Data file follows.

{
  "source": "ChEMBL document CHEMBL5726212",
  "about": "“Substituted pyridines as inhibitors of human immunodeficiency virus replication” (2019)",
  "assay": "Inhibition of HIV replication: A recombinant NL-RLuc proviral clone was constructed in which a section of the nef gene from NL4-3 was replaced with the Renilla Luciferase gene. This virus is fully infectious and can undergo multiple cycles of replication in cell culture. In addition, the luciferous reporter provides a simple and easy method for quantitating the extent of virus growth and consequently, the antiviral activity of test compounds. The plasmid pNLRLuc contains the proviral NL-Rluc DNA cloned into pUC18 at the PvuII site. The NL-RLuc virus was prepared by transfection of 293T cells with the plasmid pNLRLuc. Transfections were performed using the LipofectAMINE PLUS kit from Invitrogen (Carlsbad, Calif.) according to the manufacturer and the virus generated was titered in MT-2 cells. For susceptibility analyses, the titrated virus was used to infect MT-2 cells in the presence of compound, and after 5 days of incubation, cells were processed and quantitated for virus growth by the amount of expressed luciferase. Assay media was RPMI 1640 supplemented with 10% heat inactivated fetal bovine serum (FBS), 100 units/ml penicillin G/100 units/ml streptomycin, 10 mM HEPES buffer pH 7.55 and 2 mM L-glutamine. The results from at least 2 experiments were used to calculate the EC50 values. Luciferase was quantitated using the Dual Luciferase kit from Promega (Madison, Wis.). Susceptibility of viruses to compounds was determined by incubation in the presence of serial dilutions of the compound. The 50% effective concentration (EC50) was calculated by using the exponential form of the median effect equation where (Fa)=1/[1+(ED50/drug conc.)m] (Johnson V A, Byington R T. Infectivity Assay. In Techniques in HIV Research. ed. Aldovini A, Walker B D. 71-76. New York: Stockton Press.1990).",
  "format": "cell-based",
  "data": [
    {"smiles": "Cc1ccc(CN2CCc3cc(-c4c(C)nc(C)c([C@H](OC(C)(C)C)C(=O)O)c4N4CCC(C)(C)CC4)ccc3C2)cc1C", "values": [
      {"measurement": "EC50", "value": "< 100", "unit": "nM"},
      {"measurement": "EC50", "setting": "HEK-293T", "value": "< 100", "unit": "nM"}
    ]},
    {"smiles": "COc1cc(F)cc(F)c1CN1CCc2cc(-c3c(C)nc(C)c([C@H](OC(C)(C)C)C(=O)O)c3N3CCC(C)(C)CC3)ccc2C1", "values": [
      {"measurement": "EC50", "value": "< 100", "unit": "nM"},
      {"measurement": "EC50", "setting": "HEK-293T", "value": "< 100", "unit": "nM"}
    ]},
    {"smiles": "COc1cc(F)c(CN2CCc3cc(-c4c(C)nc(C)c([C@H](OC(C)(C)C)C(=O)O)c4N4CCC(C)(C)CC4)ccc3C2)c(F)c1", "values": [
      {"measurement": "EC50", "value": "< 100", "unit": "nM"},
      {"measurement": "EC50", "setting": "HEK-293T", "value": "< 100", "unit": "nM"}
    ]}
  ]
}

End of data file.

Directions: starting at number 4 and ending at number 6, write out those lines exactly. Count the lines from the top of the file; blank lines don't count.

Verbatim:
  "assay": "Inhibition of HIV replication: A recombinant NL-RLuc proviral clone was constructed in which a section of the nef gene from NL4-3 was replaced with the Renilla Luciferase gene. This virus is fully infectious and can undergo multiple cycles of replication in cell culture. In addition, the luciferous reporter provides a simple and easy method for quantitating the extent of virus growth and consequently, the antiviral activity of test compounds. The plasmid pNLRLuc contains the proviral NL-Rluc DNA cloned into pUC18 at the PvuII site. The NL-RLuc virus was prepared by transfection of 293T cells with the plasmid pNLRLuc. Transfections were performed using the LipofectAMINE PLUS kit from Invitrogen (Carlsbad, Calif.) according to the manufacturer and the virus generated was titered in MT-2 cells. For susceptibility analyses, the titrated virus was used to infect MT-2 cells in the presence of compound, and after 5 days of incubation, cells were processed and quantitated for virus growth by the amount of expressed luciferase. Assay media was RPMI 1640 supplemented with 10% heat inactivated fetal bovine serum (FBS), 100 units/ml penicillin G/100 units/ml streptomycin, 10 mM HEPES buffer pH 7.55 and 2 mM L-glutamine. The results from at least 2 experiments were used to calculate the EC50 values. Luciferase was quantitated using the Dual Luciferase kit from Promega (Madison, Wis.). Susceptibility of viruses to compounds was determined by incubation in the presence of serial dilutions of the compound. The 50% effective concentration (EC50) was calculated by using the exponential form of the median effect equation where (Fa)=1/[1+(ED50/drug conc.)m] (Johnson V A, Byington R T. Infectivity Assay. In Techniques in HIV Research. ed. Aldovini A, Walker B D. 71-76. New York: Stockton Press.1990).",
  "format": "cell-based",
  "data": [